is viagra a blood thinner

Is Viagra a Blood Thinner? Drug Interactions with Anticoagulants

Some males who take Viagra for treating erectile dysfunction also use anticoagulant medications, as the incidence of both cardiovascular diseases (events) and impotence rises with age. Can Viagra provide a blood-thinning action and are there any interactions with anticoagulants?

Can Viagra Cause a Blood-Thinning Effect?

Viagra is definitely neither a blood thinner, nor a blood pressure pill. It acts locally and specifically by inhibiting the activity of PDE5 enzyme, which is found primarily in the penile tissues and arteries of lungs (so it’s not dumbfounding that the active agent of the medicament is also used in a remedy which treats pulmonary arterial hypertension, it is called Revatio). When taken for ED treatment, Viagra allows for better blood flow in the penis.

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After Viagra approval in 1998, there were several mysterious deaths of men who used the medication. Accidental death was not in the list of probable side effects of medication (and sildenafil proved to have a high safety profile). Despite that, some suspicions arose. In 2003, WebMD specialists wrote about unravelling of Viagra-associated mystery deaths. They cited Xiaoping Du and other researchers who discovered that the substance affected by Viagra (cGMP, via inhibition of PDE5) may be involved in blood clotting processes. These scientists believed that by boosting cGMP levels, the medicine might increase blood clot risks. However, after this research there was no adequate scientific confirmation of such side effect.

Viagra and Its Potential Interactions with Anticoagulant Medicines

Let’s start with the list of the most popular medicines which prevent formation of blood clots.

  1. Warfarin. This is the medication with old history of use. It was first used as a rat poison (for this purpose it was approved in 1948). However, clinicians quickly revealed anticoagulant action of warfarin in humans. In 1954, this pharmaceutical product was authorized for medical treatment of several diseases associated with blood clotting (deep vein thrombosis and pulmonary embolism). It also helps to prevent stroke in patients suffering from atrial fibrillation (AF) and heart valve disease, as well as in persons who has a device implanted into the heart as a replacement for dysfunctional native heart valve.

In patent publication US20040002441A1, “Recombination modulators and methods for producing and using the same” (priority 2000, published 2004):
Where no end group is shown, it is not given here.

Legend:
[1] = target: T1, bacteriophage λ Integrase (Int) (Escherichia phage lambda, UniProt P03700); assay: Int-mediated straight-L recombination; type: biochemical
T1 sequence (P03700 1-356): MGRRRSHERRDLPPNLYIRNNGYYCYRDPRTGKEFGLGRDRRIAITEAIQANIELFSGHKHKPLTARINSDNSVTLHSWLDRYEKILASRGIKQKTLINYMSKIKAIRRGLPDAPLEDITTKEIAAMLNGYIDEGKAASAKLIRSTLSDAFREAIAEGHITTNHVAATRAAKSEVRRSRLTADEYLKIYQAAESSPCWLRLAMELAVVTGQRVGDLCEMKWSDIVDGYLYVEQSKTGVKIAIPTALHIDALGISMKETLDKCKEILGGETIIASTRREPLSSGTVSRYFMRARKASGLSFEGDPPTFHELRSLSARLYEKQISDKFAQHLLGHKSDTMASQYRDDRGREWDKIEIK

2. Heparin. This remedy might seem to be an excellent choice for adherers of natural treatment, because naturally occurring glycosaminoglycan is the main active substance in it. Heparin was discovered back in 1916. Healthcare professionals commonly prescribe it to treat acute coronary syndrome, deep-vein thrombosis, atrial fibrillation and some other conditions. Heparin is also available as ointment which helps to treat phlebitis, thrombophlebitis, and hemorrhoid.
  3. Rivaroxaban. This oral anticoagulant (code name BAY 59-7939) is similar to warfarin. It has a lower risk of severe and potentially lethal bleeding in comparison with warfarin. However, it is associated with higher frequency of bleeding in the gastrointestinal tract.
  4. Dabigatran. The medication treats and prevents clotting, helps to prevent stroke in people having atrial fibrillation. Specifically, Dabigatran is a remedy of choice after knee or hip replacement surgery.

Other widely prescribed anticoagulants include apixaban, edoxaban, enoxaparin, and fondaparinux.

Warfarin appears to have no direct interactions with sildenafil. However, Medicinenet experts don’t recommend to combine erectile dysfunction medications with anticoagulants, such as warfarin and enoxaparin. Anyway, if you take any drug (especially a prescription one), consult a health care practitioner before start of Viagra administration.

Good to know: Is it Ok to Take Viagra or Cialis Every Day?

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The Bottom Line

Summing up, we can say Viagra has no anticoagulation effect, vice versa, it can potentially cause an opposite action. However, such a statement needs additional science-backed evidence with conducting large-scale studies. Most males take the “blue pill” without any side effects, some may experience mild ones like headache, muscle ache, and face reddening.